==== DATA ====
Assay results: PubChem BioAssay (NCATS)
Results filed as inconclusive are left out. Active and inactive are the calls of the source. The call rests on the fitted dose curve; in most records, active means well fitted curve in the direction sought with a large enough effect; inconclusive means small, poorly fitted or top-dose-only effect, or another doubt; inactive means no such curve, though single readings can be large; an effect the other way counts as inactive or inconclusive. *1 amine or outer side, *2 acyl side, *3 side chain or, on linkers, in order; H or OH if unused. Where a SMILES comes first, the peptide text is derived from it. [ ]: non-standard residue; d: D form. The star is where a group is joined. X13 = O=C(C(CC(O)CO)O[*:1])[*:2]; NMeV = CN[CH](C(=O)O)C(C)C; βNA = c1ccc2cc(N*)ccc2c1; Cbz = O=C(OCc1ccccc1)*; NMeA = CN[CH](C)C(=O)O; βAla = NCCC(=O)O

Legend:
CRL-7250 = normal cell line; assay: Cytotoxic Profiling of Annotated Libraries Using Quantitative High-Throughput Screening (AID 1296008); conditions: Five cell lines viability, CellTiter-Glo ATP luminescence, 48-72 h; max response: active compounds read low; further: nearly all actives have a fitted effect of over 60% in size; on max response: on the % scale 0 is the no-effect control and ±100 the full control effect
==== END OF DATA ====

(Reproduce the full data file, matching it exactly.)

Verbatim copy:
Assay results: PubChem BioAssay (NCATS)
Results filed as inconclusive are left out. Active and inactive are the calls of the source. The call rests on the fitted dose curve; in most records, active means well fitted curve in the direction sought with a large enough effect; inconclusive means small, poorly fitted or top-dose-only effect, or another doubt; inactive means no such curve, though single readings can be large; an effect the other way counts as inactive or inconclusive. *1 amine or outer side, *2 acyl side, *3 side chain or, on linkers, in order; H or OH if unused. Where a SMILES comes first, the peptide text is derived from it. [ ]: non-standard residue; d: D form. The star is where a group is joined. X13 = O=C(C(CC(O)CO)O[*:1])[*:2]; NMeV = CN[CH](C(=O)O)C(C)C; βNA = c1ccc2cc(N*)ccc2c1; Cbz = O=C(OCc1ccccc1)*; NMeA = CN[CH](C)C(=O)O; βAla = NCCC(=O)O

Legend:
CRL-7250 = normal cell line; assay: Cytotoxic Profiling of Annotated Libraries Using Quantitative High-Throughput Screening (AID 1296008); conditions: Five cell lines viability, CellTiter-Glo ATP luminescence, 48-72 h; max response: active compounds read low; further: nearly all actives have a fitted effect of over 60% in size; on max response: on the % scale 0 is the no-effect control and ±100 the full control effect